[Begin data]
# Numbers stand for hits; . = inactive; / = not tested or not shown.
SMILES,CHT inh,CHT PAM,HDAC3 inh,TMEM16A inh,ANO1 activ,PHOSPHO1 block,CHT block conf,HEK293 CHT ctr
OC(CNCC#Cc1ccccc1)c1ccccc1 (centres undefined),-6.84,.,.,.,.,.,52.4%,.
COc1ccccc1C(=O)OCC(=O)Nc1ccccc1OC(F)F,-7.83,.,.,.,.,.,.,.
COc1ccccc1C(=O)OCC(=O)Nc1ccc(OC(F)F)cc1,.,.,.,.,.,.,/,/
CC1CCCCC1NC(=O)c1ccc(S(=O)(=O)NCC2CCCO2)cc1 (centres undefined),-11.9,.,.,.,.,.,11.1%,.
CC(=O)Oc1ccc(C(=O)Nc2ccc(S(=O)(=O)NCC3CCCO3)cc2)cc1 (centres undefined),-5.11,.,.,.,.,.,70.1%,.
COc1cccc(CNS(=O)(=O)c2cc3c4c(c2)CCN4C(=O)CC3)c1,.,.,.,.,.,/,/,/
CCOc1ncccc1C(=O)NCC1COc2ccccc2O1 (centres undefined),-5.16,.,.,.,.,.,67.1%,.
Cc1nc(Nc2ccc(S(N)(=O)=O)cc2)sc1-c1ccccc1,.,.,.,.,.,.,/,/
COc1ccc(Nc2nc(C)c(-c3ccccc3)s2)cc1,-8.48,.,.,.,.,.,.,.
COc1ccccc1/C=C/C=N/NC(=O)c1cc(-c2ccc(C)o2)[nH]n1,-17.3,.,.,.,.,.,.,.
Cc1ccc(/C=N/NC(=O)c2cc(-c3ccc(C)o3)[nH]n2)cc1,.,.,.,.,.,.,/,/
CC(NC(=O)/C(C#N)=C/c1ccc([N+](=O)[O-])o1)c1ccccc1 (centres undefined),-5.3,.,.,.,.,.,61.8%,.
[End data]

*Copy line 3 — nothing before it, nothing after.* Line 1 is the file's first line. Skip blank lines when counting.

OC(CNCC#Cc1ccccc1)c1ccccc1 (centres undefined),-6.84,.,.,.,.,.,52.4%,.